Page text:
Lodestar Quarterly

Lodestar Quarterly
Figure reaching for a star Issue 10 • Summer 2004 • Fiction

from Slant Six, a novel

Alissa Blackman

Driving conditions are so varied that prescribing lubrication and maintenance services for the Dodge Dart on a mileage basis only would not take care of those who drive fewer miles during equal time periods, especially during adverse weather conditions.

Chapter One

We wanted the wine coolers, otherwise we never would've dragged ourselves all the way down Route 501 with the asphalt so hot we felt it through the soles of our sneakers. Any other day we might've stayed at the pond or lolled in front of a fan eating ice cubes or begged my mom for a ride to the mall where they did not skimp on the air-conditioning, where Carolyn would try on girly outfits and we'd wander through stacks of albums, and everything would've turned out different. But we wanted the wine coolers. Sweet-tart lemon flavored, bottles with screw-off tops. We walked all the way to town, past the baseball field, the car wash, the hair salons, Big Abe's Diner. The houses flush up against the sidewalk were baking in their layers of siding. Air-conditioner drips seemed to evaporate before they fell to the sidewalk. The houses across the street looked cooler with their little grassy lawns and shady porches. We finally arrived at the bar and loitered near the edge of the lot. Just beyond us, the downtown sidewalk simply stopped where it met a field. This was the most deserted place in the county. Three cars sucking up heat, waiting.

Carolyn scanned the road. She cracked her knuckles one by one and then closed her eyes purposefully. They were dusted with sparkly shadow. The dumpster's sweet decay wafted over to us.

"I give you fifteen minutes."

Her eyes cracked open. "C'mon, twenty. It's hot. We have to factor that in."

"Exactly," I said.

"I need time to work," she said, closing her eyes again.

Some people have photographic memories, some perform mathematical high wire acts without a calculator, some perceive the inner lives of machines. Carolyn knew how to get what she wanted. I could feel her brainwaves rippling out to the men, sending them thoughts of the bar, cool beer, pretzels set out in little bowls.

The setting sun was a hot orange ball hanging low above a ridge. It looked in danger of losing its hold on the western sky and landing on that tree-lined horizon, where it would burn us all in no time. Beer flashed orange and red neon, but the sign looked small and unimpressive. The bug light made a few zapping noises by the door. I studied the cars out in the lot and tried to divine whether their owners might help us out. Closest to us sat an old maroon truck with a racing stripe down its flank, then a low-slung Cadillac with whitewall tires and no rear bumper, and finally a light blue import built for gas mileage.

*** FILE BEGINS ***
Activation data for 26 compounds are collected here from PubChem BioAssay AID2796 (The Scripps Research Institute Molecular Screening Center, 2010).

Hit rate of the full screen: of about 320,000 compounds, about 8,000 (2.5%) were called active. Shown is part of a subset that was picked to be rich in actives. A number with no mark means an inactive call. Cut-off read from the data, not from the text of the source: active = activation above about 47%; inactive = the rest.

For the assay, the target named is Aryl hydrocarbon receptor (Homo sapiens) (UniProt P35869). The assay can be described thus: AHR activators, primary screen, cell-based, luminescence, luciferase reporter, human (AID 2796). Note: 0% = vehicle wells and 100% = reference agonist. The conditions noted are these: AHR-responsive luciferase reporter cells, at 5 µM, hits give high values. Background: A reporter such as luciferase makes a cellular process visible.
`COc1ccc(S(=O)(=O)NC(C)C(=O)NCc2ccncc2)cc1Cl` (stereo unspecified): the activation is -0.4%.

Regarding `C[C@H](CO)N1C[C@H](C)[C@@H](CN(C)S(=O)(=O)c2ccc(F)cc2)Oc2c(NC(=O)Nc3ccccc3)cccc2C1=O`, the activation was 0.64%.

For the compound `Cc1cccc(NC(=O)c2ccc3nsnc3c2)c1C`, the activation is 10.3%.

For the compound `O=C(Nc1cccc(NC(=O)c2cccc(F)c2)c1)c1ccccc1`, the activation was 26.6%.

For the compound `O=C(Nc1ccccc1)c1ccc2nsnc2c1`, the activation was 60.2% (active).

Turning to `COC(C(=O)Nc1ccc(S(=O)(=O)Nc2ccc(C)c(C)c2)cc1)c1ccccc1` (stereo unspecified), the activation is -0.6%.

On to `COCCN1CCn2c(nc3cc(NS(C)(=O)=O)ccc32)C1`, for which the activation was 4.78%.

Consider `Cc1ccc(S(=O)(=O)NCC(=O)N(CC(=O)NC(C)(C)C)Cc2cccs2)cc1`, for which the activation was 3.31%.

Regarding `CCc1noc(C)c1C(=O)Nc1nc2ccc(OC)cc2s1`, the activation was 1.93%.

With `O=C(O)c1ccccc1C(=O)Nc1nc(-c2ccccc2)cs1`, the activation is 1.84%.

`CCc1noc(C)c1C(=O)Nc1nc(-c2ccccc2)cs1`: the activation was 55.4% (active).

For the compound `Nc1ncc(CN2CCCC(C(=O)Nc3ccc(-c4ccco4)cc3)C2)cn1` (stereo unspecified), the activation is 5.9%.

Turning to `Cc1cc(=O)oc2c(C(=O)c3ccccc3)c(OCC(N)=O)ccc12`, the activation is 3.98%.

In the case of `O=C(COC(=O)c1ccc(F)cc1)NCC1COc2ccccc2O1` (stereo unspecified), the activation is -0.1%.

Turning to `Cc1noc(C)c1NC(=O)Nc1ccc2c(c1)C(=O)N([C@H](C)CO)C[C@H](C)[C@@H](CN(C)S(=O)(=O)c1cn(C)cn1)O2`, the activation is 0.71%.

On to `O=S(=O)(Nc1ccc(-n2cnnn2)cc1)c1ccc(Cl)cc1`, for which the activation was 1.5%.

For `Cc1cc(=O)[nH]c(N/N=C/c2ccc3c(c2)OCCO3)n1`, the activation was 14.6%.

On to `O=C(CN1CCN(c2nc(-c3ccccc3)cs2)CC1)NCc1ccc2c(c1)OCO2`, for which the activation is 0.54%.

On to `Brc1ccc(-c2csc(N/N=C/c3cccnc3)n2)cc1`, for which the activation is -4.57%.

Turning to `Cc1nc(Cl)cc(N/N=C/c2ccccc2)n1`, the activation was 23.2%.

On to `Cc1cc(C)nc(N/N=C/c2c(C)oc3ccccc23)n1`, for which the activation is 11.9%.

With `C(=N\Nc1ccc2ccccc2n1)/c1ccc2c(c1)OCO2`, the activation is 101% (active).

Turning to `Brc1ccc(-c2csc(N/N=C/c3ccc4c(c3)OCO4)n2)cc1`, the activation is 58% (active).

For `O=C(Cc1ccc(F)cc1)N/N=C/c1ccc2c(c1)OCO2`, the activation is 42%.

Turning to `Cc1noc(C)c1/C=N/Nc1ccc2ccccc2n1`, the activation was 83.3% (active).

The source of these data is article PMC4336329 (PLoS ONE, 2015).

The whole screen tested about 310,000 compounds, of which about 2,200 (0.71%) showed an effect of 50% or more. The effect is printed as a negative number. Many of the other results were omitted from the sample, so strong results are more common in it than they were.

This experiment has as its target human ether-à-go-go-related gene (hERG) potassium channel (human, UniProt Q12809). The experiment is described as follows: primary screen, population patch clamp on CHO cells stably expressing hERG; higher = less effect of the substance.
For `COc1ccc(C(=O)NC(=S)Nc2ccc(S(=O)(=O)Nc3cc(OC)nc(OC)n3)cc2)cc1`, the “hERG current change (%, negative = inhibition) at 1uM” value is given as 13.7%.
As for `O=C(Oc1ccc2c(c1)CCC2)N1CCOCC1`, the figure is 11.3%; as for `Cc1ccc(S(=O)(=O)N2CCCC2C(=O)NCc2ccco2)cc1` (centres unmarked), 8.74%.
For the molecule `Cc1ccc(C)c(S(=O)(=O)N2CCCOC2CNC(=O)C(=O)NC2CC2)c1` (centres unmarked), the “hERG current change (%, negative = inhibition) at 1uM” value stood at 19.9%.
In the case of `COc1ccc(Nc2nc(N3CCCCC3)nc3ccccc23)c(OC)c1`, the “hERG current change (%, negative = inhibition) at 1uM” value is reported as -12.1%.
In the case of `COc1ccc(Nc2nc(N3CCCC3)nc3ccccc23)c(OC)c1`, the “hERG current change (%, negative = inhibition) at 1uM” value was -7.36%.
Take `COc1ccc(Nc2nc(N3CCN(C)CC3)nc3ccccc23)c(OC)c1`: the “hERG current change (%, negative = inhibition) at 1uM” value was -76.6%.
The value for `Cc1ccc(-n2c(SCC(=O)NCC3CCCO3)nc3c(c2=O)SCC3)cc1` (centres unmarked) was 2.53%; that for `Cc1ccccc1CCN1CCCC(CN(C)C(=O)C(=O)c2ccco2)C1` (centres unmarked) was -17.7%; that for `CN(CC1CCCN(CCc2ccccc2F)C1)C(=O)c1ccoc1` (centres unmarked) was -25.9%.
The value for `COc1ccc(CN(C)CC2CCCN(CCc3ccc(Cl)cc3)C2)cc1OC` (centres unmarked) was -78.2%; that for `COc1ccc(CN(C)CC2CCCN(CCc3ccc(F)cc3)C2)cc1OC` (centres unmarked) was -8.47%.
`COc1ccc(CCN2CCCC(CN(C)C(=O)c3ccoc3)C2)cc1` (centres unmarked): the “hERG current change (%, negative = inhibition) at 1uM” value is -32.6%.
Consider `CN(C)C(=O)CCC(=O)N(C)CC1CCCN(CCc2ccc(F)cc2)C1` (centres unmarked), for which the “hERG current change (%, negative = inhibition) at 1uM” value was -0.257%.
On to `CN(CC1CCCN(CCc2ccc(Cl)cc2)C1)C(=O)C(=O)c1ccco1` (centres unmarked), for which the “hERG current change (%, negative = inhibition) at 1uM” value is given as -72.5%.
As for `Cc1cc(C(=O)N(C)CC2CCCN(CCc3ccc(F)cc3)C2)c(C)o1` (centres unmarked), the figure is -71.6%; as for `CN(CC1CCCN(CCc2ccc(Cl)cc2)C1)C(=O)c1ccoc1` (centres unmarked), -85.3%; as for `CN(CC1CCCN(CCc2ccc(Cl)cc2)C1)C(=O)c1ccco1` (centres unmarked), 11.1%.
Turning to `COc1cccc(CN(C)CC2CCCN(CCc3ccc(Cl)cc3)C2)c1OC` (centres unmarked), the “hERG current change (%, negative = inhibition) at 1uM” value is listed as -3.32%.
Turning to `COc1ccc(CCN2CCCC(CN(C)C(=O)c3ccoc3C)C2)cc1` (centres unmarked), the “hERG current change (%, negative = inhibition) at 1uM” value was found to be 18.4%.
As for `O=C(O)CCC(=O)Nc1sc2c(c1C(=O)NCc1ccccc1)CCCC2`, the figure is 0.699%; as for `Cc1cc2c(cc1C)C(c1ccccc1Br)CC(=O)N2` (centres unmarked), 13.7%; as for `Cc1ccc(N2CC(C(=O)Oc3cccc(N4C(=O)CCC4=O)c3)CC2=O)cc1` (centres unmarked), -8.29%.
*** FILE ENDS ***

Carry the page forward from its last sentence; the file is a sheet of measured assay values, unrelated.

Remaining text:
Carolyn jacked her eyes open. "Soon," she said.

An oldish guy with graying hair left the bar, and the sound of country music drifted our way until the door swung shut again. The man worked a wad of chaw in his cheek. His keys jingled in the twilight as he made for the little import. Carolyn sized him up. She pressed her lips together, evening out her pale pink lipstick. I nudged her, but she fixed her eyes on the door again.

"Why not?" I asked.

"He'd say no." She ran her finger under an eye, inspecting her fingertip for excess liner. The car backed from its spot and nosed to the edge of the lot. It strained to pick up speed on the empty road, and then the stillness returned.

"Ah Mavis," she said. "You'll figure it out." She nodded to herself.

I felt certain I wouldn't figure it out. I didn't have her instincts. Some innate knowledge enabled Carolyn to drape herself, without effort or self-consciousness, in appealing positions at a moment's notice. At this moment she wore one of her more sophisticated looks that said, Bored but open to entertainment.

Carolyn peered at the two remaining cars by the door. "He'll come," she said. "He'll fall in love with me and drive me away in the cab of his eighteen-wheeler."

Glancing down the road I made out one of the few houses that dotted the fields between here and Canaan Grove. "Wouldn't you wonder about a guy who'd pick up a sixteen-year-old in the parking lot of a bar?"

"Don't worry," she said. "I'll make him get the coolers before we run off together." When she laughed I saw a strand of spit, fine as a spider's thread, between white teeth.

"Let's see," I said. "With me you'll be in a convertible, turbo-charged engine, open sky above you. Then there's life with the trucker. Eighteen wheels to park in your small town driveway. He's blasting country music and has a paunch within five years."

"Jeez," she said, laughing. "It's you and me."

Her hand, when she put it on my shoulder, drew up all my thoughts and my breath. Everything went still and quiet there under her palm. Even my sweat paused. Even the mile markers of my road dreams, the white and yellow lines guiding me forward, they all stopped short where her hand rested for that second. Then she let go.

A truck with a horse trailer drove past slowly, the horses swishing their tails against the flies. From the other direction, a roaring engine noise surfaced in the distance. The sound could only belong to Pauly Stauffer's Chevy Impala, which everyone at school called the trouble car. It was kind of a dumb name, but it'd stuck. I wondered if he ever wished for a cool car nickname like "the piranha" or "the devil's due" or something like that. The noise got so loud the asphalt vibrated. The car pulled into the darkening lot and idled with its cherry red lights. Pauly had painted the car with coat upon coat of chalky gray primer instead of getting a real paint job. Up close the thing looked like a creature with a thick skin. Elephant, whale, or shark.

Carolyn's chest rose in a sigh. "You only die of embarrassment once."

"Good luck," I said, but she didn't seem to hear me, already making her way across the parking lot. Her walk swiveled like her joints had gotten too much grease.